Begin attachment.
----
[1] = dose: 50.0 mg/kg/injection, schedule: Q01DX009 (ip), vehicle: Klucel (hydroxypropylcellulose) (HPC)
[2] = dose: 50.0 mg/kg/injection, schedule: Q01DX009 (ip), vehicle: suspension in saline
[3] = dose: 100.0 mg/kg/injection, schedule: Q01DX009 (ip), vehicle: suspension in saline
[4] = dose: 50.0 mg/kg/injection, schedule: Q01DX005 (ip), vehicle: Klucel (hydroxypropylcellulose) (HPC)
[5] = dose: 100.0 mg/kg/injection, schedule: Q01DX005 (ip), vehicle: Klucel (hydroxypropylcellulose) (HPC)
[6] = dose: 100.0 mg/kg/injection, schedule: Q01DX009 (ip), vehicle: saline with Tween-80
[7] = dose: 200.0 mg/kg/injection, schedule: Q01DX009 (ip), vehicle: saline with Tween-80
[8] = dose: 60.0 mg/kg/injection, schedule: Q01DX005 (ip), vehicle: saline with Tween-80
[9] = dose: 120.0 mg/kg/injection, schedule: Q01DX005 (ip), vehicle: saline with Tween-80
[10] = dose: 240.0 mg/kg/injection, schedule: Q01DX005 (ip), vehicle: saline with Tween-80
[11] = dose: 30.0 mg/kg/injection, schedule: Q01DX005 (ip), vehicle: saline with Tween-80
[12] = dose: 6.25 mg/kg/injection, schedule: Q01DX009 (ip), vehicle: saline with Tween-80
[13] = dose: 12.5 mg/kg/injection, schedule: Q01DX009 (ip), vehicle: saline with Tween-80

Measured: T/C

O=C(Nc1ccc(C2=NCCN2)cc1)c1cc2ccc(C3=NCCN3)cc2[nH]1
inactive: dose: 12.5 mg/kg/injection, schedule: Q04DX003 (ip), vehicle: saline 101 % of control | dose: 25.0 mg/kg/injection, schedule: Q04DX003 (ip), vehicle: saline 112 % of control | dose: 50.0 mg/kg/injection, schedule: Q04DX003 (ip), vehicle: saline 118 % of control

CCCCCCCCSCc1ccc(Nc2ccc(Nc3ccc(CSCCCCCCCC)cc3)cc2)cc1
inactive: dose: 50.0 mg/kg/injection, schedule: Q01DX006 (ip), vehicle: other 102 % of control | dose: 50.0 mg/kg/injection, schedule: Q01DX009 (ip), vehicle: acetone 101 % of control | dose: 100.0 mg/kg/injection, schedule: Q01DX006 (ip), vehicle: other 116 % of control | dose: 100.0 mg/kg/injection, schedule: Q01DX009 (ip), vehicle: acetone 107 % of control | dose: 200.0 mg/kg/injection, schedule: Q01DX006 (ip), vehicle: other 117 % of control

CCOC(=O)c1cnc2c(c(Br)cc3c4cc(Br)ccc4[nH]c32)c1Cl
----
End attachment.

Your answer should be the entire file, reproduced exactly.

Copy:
[1] = dose: 50.0 mg/kg/injection, schedule: Q01DX009 (ip), vehicle: Klucel (hydroxypropylcellulose) (HPC)
[2] = dose: 50.0 mg/kg/injection, schedule: Q01DX009 (ip), vehicle: suspension in saline
[3] = dose: 100.0 mg/kg/injection, schedule: Q01DX009 (ip), vehicle: suspension in saline
[4] = dose: 50.0 mg/kg/injection, schedule: Q01DX005 (ip), vehicle: Klucel (hydroxypropylcellulose) (HPC)
[5] = dose: 100.0 mg/kg/injection, schedule: Q01DX005 (ip), vehicle: Klucel (hydroxypropylcellulose) (HPC)
[6] = dose: 100.0 mg/kg/injection, schedule: Q01DX009 (ip), vehicle: saline with Tween-80
[7] = dose: 200.0 mg/kg/injection, schedule: Q01DX009 (ip), vehicle: saline with Tween-80
[8] = dose: 60.0 mg/kg/injection, schedule: Q01DX005 (ip), vehicle: saline with Tween-80
[9] = dose: 120.0 mg/kg/injection, schedule: Q01DX005 (ip), vehicle: saline with Tween-80
[10] = dose: 240.0 mg/kg/injection, schedule: Q01DX005 (ip), vehicle: saline with Tween-80
[11] = dose: 30.0 mg/kg/injection, schedule: Q01DX005 (ip), vehicle: saline with Tween-80
[12] = dose: 6.25 mg/kg/injection, schedule: Q01DX009 (ip), vehicle: saline with Tween-80
[13] = dose: 12.5 mg/kg/injection, schedule: Q01DX009 (ip), vehicle: saline with Tween-80

Measured: T/C

O=C(Nc1ccc(C2=NCCN2)cc1)c1cc2ccc(C3=NCCN3)cc2[nH]1
inactive: dose: 12.5 mg/kg/injection, schedule: Q04DX003 (ip), vehicle: saline 101 % of control | dose: 25.0 mg/kg/injection, schedule: Q04DX003 (ip), vehicle: saline 112 % of control | dose: 50.0 mg/kg/injection, schedule: Q04DX003 (ip), vehicle: saline 118 % of control

CCCCCCCCSCc1ccc(Nc2ccc(Nc3ccc(CSCCCCCCCC)cc3)cc2)cc1
inactive: dose: 50.0 mg/kg/injection, schedule: Q01DX006 (ip), vehicle: other 102 % of control | dose: 50.0 mg/kg/injection, schedule: Q01DX009 (ip), vehicle: acetone 101 % of control | dose: 100.0 mg/kg/injection, schedule: Q01DX006 (ip), vehicle: other 116 % of control | dose: 100.0 mg/kg/injection, schedule: Q01DX009 (ip), vehicle: acetone 107 % of control | dose: 200.0 mg/kg/injection, schedule: Q01DX006 (ip), vehicle: other 117 % of control

CCOC(=O)c1cnc2c(c(Br)cc3c4cc(Br)ccc4[nH]c32)c1Cl